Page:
ST. ALBANS, Vt. (CNS) — The day after a Burlington man was arraigned in Vermont Superior Court in St. Albans for allegedly shooting a man in a Catholic church parking lot, the bishop of the statewide Diocese of Burlington issued a statement condemning illegal use of drugs as well as “any act of violence against any person.”
Burlington Bishop Christopher J. Coyne noted that the incident was reported to be connected to a “drug deal gone bad.”
“The fact that the crime occurred in one of our parking lots appears to be a coincidence,” he said.
Zakk Trombly, 22, of Burlington was arraigned Feb. 24 at Vermont Superior Court in St. Albans and pleaded not guilty to second-degree attempted murder, St. Albans police said.
He is accused of shooting Dustin Davenport, 22, of Richford in the head; Davenport remained hospitalized in critical condition.
“The shooting did take place on church property in a busy and dense neighborhood,” Bishop Coyne said in his Feb. 25 statement. “People were out walking in the good weather. Children were making their way home from school. Normal parish and Vermont Catholic Charities business was taking place in the parish center when the six shots were fired.”
No one else was struck by a bullet. “But anyone in the area has been ‘struck’ by violence, from those who tried to help and comfort the shooting victim, to the parents of the children on the street, to the neighbors whose quiet afternoon was suddenly punctuated by the sound of gunfire,” he said. “For all of them, their neighborhood does not seem quite as safe as it once did.”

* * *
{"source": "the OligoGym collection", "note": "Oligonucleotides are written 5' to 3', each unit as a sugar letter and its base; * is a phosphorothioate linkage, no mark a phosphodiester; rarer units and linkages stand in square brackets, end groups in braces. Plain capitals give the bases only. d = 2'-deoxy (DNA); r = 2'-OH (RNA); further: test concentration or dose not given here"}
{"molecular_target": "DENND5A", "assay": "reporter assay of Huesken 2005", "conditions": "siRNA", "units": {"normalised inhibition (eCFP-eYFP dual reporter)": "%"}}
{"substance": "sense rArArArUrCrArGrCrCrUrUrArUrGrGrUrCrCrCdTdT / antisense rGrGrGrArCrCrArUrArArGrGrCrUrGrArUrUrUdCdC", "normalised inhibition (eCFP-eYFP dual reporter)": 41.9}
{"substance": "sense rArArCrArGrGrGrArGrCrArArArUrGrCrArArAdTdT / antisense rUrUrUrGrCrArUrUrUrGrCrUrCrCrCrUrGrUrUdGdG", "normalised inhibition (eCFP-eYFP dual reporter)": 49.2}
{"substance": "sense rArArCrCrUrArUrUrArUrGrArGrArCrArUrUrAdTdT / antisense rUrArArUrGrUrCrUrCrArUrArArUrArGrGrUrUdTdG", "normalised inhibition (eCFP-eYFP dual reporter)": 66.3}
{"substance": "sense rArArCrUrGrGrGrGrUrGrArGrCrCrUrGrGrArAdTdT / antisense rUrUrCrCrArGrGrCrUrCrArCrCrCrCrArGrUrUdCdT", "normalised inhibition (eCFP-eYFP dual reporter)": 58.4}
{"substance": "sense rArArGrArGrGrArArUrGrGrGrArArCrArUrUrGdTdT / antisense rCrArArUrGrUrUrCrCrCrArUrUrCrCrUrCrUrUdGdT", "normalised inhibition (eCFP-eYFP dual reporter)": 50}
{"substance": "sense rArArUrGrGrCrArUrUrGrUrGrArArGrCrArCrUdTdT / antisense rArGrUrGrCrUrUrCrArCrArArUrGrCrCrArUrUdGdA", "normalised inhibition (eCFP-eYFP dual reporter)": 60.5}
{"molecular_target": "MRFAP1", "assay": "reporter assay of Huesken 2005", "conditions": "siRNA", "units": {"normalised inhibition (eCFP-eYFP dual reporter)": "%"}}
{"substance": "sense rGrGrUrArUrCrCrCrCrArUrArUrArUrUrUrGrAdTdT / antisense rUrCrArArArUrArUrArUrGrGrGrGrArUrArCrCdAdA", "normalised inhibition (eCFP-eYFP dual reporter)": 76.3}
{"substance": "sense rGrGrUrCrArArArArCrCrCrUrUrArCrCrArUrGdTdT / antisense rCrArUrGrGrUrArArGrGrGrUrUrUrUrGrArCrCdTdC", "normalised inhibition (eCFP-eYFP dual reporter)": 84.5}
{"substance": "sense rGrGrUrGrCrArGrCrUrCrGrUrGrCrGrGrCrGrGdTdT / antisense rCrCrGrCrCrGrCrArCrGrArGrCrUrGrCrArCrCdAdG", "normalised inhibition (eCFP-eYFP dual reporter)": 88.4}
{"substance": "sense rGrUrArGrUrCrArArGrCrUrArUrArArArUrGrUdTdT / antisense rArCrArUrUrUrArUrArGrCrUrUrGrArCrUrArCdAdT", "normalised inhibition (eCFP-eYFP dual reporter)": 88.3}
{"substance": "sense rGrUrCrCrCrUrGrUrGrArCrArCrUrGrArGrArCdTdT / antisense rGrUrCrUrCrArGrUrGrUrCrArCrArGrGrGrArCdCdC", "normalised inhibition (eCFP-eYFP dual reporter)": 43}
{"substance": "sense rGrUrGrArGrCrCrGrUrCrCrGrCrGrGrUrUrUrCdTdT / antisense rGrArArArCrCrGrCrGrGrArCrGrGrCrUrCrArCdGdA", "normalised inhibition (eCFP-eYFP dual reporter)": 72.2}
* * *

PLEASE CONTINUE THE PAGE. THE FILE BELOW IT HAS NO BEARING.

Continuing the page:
St. Albans, with a population of about 7,000, is located in northern Vermont, about 30 miles from Burlington. It has two Catholic churches: The shooting took place in a parking lot at Holy Angels Church.
Bishop Coyne asked the Catholic community “to stand resolutely against gun violence and illegal drug use and to continue to support our law enforcement officials in carrying out their work as they serve the common good.”
He urged people to be watchful in their neighborhoods and families for the signs of illegal drugs while at the same time being supportive of families who are dealing with addiction as well as those who are recovering from addiction.
“I offer my prayers for all whose lives have been impacted by the shooting, for the victim himself and for his recovery, yes, but also the other victims — the neighbors, the workers, the parish staff, for all whose quiet day suddenly became one of turmoil and fear,” the bishop said.
Urban is content editor/staff reporter for Vermont Catholic, the magazine of the Diocese of Burlington.